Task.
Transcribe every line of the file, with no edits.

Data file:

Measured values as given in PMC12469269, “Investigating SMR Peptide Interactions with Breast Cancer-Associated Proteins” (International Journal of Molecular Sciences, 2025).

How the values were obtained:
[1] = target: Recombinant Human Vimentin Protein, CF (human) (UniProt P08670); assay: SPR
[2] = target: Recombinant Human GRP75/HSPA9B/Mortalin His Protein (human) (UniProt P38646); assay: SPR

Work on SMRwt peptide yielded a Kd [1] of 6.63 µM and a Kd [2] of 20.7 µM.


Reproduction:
Measured values as given in PMC12469269, “Investigating SMR Peptide Interactions with Breast Cancer-Associated Proteins” (International Journal of Molecular Sciences, 2025).

How the values were obtained:
[1] = target: Recombinant Human Vimentin Protein, CF (human) (UniProt P08670); assay: SPR
[2] = target: Recombinant Human GRP75/HSPA9B/Mortalin His Protein (human) (UniProt P38646); assay: SPR

Work on SMRwt peptide yielded a Kd [1] of 6.63 µM and a Kd [2] of 20.7 µM.